I have never come to like Redux (the most commonly used third-party library). The amount of boilerplate (yeah, I've heard about Redux toolkit and that might fix this) and the difficulty I've had to just read code that used Redux and understand it has just not worked for me. And when it comes to useReducer, it kinda reminds me of Redux and I'm having trouble (might be a native language thing, English is not my native language) understanding the "reducer" part.

And a few years ago, to the rescue came Mobx.
It was kind of a "hallelujah moment" when it was released and me together with my colleagues looked at the documentation and how you would write code with it. Since then, we have used Mobx in almost all projects.

But I understand that we can't just focus on Mobx in the education. I'm aware that more project are using other solutions, then are using Mobx.


When React was released, there was a debate about how the hell you could suddenly mix logic (the Javascript part) with HTML and styling. We have all learned that these three should all be split up in .html, .js and .css files!

Since then, I would say that most people (that have used React or any other of the major Javascript frameworks) agree on that it actually isn't that bad, and actually quite nice even to keep things together in component file.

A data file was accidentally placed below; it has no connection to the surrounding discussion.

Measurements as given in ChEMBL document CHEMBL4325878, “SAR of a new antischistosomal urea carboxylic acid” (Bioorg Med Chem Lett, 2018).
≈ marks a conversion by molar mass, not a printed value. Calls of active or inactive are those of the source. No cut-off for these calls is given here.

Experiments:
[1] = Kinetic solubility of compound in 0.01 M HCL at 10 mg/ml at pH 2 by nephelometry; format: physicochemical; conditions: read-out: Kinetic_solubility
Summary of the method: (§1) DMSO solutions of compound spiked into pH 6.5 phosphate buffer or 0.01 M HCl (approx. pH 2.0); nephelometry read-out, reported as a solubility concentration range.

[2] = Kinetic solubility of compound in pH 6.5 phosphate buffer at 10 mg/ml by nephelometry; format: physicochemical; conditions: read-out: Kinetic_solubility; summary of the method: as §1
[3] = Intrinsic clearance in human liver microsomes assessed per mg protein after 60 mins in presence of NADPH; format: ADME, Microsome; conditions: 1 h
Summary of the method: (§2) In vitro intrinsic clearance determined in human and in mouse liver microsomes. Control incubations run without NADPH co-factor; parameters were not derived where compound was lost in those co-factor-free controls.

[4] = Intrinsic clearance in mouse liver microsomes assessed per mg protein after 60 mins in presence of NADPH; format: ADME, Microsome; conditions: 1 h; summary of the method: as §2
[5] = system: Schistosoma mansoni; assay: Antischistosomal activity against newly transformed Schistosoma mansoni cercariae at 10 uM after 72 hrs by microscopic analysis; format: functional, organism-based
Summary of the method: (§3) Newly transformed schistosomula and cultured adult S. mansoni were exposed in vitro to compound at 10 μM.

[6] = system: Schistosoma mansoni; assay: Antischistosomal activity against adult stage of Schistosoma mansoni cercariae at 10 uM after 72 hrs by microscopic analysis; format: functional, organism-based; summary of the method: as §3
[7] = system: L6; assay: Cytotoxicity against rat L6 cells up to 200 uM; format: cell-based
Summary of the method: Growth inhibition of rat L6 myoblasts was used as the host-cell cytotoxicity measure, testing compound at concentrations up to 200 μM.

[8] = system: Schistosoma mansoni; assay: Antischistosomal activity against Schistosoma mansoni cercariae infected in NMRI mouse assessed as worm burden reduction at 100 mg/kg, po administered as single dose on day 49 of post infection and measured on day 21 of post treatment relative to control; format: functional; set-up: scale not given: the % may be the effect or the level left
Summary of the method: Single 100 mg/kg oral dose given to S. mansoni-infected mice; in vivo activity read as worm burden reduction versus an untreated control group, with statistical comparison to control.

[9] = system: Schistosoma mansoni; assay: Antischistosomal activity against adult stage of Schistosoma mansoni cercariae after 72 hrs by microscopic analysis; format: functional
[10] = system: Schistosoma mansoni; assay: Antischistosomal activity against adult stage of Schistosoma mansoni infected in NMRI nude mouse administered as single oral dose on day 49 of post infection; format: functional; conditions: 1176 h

Still, there are multiple ways of styling components. While it is fully possible (and I guess quite widely used) to write styling in a separate css (or sass/less) file, with the use of Javascript to write your HTML (JSX in React) along came the idea of writing CSS in Javascript. Quite some libraries have been released to help the developer to accomplish that. But we have agreed (and are enjoying it) to use Styled Components.

But what should you educate? I guess we'll keep the discussion open on what to use, but it will be hard not to prefer Styled Components :-)

The directory structure

When you start your small React project I wouldn't overthink this to much. But when a project grows, I think it is a good idea to think about where you put your files and how to name them.

There are two major "ways" of structuring your files. By type of file (like component, page, util, service etc.) or by features (group components, services etc. that belong together).

While I understand the second way (by feature), we have kind of stuck with the more "basic" (and more widely used I would say) way of just structuring the files by type.